In the modern workplace it can feel as though we’re all task assassins — just killing it every day. We dispatch with emails as soon they land, go on “deep dives” in between bites of sad desk lunches and keep tabs on social media as we scurry from meeting to meeting. But all this busy-ness can take a toll on our brains. Research shows multitasking isn’t nearly as efficient as we’d like to think it is. In fact, the American Psychological Association has found task-switching reduces productivity by up to 40 percent. And as our brains get used to this near-constant stimulation, our ability to focus for any sustained amount of time diminishes; we then start to seek out even more distractions. Is it possible to increase your attention span (or actually get one)? I reached out to Clare Kumar, a productivity consultant in Toronto, for tips.
Is focus something that can be improved?
Absolutely. Start by becoming aware of what’s pulling you away. There are external interruptions — the work environment and the expectation for quick responses. And then there are the internal motivations that drive us to distract ourselves — we fear we might be missing out, for instance, so we check our email. Our brains crave new, and we get a hit of dopamine whenever we see something novel or challenging or exciting. But since we’re wired to naturally seek that out, we have to cultivate discipline to counter that.
I’ll suddenly need to refill my water, or I’ll absolutely have to research “just one more thing.” Is there a way to settle into work faster?
You have to set yourself up for success. And rituals that ease you into a particular task can be really powerful: it might be a cup of tea, music or a certain notebook. You’re training your brain, and these cues will help your brain feel like it’s at home and knows what it has to do. You also need to limit potential distractions: shut down your browser, or at least hide the window, and turn off Facebook, Twitter and Instagram — they feed your dopamine like nothing else.
How do you tackle inertia? Sometimes the task is so boring or overwhelming that you’ll do anything but that job.
First identify what the struggle is. Once you understand the problem, you can develop a strategy to move through that. If it’s boring, perhaps your brain needs more stimulation. Try using a timer where you can play beat the clock, or listen to music. But you also need to align your priorities and values with the task. Why is it important? Once you have that, then you can prioritize your energy and you won’t have so much internal resistance. Write out what I call a “Focus Five List” every day. It’s not an overwhelming number of things to accomplish in a day so you can feel like you can tick them off. Rather than having your whole to-do list in front of you and feeling like you’ll never get there, you can get those things done. And as early in the day as possible, try to knock off something meaningful.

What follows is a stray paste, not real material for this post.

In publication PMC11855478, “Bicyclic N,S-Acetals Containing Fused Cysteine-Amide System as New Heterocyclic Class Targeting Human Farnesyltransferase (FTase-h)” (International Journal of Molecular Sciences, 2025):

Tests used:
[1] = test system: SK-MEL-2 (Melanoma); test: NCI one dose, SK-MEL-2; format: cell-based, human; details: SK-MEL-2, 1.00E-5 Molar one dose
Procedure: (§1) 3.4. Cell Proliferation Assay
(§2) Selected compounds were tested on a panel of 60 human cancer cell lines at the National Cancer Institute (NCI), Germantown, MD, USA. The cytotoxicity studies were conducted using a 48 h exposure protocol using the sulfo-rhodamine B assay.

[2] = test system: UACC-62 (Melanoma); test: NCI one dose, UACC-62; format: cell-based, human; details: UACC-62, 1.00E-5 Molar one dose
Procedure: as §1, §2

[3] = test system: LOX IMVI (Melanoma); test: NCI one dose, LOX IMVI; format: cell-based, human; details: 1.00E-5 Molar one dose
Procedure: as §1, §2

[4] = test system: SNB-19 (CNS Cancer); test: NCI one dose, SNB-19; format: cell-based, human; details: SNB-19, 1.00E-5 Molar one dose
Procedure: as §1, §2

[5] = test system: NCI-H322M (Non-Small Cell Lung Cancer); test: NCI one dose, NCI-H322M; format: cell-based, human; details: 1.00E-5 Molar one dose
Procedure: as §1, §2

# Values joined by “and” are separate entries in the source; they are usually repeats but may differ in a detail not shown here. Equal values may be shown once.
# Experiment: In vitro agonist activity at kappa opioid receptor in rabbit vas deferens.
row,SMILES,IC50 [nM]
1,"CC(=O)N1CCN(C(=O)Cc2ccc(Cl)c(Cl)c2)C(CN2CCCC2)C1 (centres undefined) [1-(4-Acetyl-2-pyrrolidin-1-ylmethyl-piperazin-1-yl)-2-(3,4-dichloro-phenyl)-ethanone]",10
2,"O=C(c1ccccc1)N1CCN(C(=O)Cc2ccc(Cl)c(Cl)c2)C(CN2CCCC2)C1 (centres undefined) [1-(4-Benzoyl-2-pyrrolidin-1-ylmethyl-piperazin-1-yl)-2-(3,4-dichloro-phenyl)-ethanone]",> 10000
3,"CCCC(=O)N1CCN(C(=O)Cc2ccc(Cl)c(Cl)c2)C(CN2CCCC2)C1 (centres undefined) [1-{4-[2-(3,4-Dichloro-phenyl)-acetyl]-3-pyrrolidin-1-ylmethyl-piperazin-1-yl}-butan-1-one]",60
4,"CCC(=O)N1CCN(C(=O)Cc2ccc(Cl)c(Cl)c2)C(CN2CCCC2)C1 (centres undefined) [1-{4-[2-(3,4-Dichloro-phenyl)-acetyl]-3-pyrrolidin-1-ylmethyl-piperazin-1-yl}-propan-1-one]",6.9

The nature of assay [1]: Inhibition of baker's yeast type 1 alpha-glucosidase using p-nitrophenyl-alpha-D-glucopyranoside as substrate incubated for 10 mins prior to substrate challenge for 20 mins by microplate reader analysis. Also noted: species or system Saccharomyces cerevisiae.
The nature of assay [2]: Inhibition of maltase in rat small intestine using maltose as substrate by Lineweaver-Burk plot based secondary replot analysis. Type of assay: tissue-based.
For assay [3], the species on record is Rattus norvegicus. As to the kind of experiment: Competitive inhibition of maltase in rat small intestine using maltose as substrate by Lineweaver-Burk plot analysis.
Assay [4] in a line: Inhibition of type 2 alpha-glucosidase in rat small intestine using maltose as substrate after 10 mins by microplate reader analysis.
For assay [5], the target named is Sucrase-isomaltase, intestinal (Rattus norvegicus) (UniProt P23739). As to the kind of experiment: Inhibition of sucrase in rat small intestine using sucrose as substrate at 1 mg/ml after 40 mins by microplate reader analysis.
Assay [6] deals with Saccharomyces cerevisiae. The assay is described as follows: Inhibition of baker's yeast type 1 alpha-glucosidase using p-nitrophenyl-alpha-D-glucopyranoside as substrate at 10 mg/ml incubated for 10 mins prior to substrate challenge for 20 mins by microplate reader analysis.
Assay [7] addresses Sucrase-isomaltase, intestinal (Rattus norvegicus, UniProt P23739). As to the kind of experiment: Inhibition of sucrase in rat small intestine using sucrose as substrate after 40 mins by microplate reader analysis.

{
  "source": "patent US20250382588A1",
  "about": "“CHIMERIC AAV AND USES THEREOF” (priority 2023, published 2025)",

But even if we’re able to avoid our own productivity pitfalls, there are still all the interruptions that come with working in an office. How do you handle those?
A lot of my clients struggle with boundary setting and saying no. Again, it starts with self-awareness. You don’t have to worry that you are going to forget to check your email — that’s never going to happen. But you have to ask yourself what you need in order to deliver the results you’re responsible for delivering. How are you going to carve out and preserve 60 to 90 minutes where you can focus on what you’re really gifted at? You may have to block off time in your calendar to do that deep-thought work.
It’s hard to ignore email though.
Sometimes we need to test out what happens if we don’t respond right away. See how many people actually have an are-you-bleeding emergency that couldn’t wait. Frankly, our whole culture and GDP is suffering from this. A lot of communication is self-focused, it’s not considering the other person’s day and the fact they had an agenda. Rather than “I need this ASAP,” how about “I need this by 5 p.m. today.” We need to give people the gift of time, so we can all have windows of sustained focus periods and engaged periods. If you could get three periods of focus work a day, your life will change.
Kathryn Hayward is a fortysomething senior editor at Today’s Parent, and a mom of two.